Young-Hoon Kim 9 August 2010 (23:46)

    I really appreciate the comments by Karen Lofstrom. More of importance, I totally understand and agree with the comment. Yes, it would be wonderful if I could show a proposed mechanism where Hong Kong participants endorse what I call “face” and American participants endorse what I call “dignity” and the difference in the extent of endorsement on face vs. dignity mediates the findings. Actually, one of the reviewers come with this comment as well. I really hope that I can address this issue in future studies. Also, as you might guess, I was not trying to define dignity and face cultures by residence (where people live in) or descent. In one earlier version, I had one paragraph clarifying this issue a bit (see below), but under revision, I think that I took that off for the purpose of shortening the manuscript. ___________________________________________________________ “A note on participants. The experiments below use students from Hong Kong and Illinois as representatives of Face and Dignity cultures, respectively. The discussion above presented Face and Dignity cultures as “ideal types” (Weber, 1997). In the real world, such ideal types do not exist, and beyond this, people vary in how much (and in what situations) they conform to or reject the values of their culture (Hong & Chiu, 2001; Leung & Cohen, 2009a; Oyserman, Coon, & Kemmelmeier, 2002; Oyserman, Kemmelmeier, & Coon, 2002; Oyserman & Lee, 2008). So sweeping generalizations about Americans or Asians are not called for. Instead, the experiments below use students from Hong Kong and Illinois as samples that are relatively comparable but that differ in terms of their membership in societies that are structured more as a Face culture vs. those that are structured more as a Dignity culture (see also Ayers, 1984; Leung & Cohen, 2009a; Cohen & Leung, 2009; Ho, 1976; Kim & Cohen, 2009, Triandis, 1994).” __________________________________________________________ Also, I selected only whites as American sample. Again, thank you for your comments and suggestions. Young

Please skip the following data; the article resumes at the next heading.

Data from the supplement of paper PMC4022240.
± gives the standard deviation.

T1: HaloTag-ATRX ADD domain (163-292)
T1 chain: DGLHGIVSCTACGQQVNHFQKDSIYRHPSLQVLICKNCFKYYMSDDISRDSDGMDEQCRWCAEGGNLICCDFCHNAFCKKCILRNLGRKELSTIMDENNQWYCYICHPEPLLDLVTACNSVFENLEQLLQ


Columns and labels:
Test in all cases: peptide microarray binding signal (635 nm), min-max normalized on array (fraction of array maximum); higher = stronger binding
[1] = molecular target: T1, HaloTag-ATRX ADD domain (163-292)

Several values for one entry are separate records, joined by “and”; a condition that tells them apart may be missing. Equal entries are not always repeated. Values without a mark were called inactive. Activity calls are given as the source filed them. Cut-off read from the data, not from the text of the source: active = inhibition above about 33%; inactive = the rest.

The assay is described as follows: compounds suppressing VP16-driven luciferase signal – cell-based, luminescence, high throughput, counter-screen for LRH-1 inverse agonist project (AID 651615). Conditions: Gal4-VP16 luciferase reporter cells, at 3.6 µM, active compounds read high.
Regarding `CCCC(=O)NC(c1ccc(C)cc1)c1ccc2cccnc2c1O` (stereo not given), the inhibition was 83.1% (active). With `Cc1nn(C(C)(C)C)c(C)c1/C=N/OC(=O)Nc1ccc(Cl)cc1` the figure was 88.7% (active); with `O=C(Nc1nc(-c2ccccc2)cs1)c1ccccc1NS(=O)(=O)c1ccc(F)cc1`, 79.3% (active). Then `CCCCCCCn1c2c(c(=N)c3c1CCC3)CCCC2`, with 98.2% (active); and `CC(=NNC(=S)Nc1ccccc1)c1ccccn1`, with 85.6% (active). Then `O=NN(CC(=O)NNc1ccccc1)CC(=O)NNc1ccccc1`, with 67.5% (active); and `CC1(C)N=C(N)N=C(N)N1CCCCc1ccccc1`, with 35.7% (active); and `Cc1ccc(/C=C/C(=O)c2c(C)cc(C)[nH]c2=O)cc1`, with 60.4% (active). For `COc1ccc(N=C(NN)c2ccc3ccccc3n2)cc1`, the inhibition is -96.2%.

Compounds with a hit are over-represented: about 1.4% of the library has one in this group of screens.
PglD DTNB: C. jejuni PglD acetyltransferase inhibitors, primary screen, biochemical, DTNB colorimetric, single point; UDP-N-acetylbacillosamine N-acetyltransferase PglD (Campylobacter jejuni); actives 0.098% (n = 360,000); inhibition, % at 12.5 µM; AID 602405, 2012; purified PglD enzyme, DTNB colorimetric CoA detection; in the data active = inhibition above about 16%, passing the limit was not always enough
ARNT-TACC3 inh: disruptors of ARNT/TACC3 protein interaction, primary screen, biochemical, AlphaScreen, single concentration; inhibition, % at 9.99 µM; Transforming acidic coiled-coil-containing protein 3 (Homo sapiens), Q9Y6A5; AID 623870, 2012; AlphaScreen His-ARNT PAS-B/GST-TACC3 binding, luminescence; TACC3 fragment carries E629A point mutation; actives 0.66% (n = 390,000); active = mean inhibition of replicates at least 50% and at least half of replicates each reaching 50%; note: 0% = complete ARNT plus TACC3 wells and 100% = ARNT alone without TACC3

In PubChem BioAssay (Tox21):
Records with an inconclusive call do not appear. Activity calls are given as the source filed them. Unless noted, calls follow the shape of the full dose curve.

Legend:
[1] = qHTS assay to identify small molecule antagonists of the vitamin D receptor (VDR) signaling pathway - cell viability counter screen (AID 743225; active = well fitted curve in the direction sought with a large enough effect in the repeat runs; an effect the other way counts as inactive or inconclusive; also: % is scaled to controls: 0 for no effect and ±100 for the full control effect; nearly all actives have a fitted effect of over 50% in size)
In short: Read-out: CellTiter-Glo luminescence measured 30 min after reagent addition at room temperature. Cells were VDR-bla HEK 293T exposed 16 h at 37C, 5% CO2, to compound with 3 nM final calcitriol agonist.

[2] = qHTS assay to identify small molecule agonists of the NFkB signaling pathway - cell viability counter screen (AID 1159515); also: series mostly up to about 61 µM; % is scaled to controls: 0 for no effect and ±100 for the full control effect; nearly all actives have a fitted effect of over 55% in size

• comment-avatar
    Olivier Morin 10 August 2010 (09:39)

    Thank you very much, Young-Hoon Kim, for replying to Karen. I am glad to read from you that “sweeping generalizations about Americans or Asians are not called for”. Allow me to enlarge the discussion you are having with Karen Lofstrom, in which I share Karen’s worries about cross-cultural experiments. Discussions like the one we are just having repeatedly occur on this blog, and elsewhere. Typical scenario: study X found a small-but-significant difference between American students and Chinese students. Study X gets a lot of attention because of its apparent cultural implications. Headlines: “Asians think differently”. Critics, like Karen, get ‘incensed’ by what they see as unwarranted generalizations from ambiguous evidence. But study X, its authors reply, has been misunderstood. What we had in mind was just a statistical difference between two particular groups of students. We never intended to make grand culturological conclusions about the Asian Mind. Look at our paper, there is a section that says so (in fine print). They are not being hypocritical: cross-cultural psychologists are honest scientists who try to avoid the pitfalls of cultural essentialism, and to interpret their data in anthropologically relevant ways at the same time. They also try to get their work known and published, which may lead to the usual misunderstandings with the public. This happens in every field where cross-cultural differences are studied (though anthropologists do much better in dealing with misunderstandings). The same discussion occurs over and over on this blog and elsewhere: see Simon’s [url=]critique[/url] of Richard Nisbett’s Asian thought hypothesis, and Nisbett’s reply below the post. Elsewhere, see [url=]this critique[/url] of ‘experimental philosophy’ work on Asian epistemology, and [url=]this reply[/url]. If only the fine print were more obvious…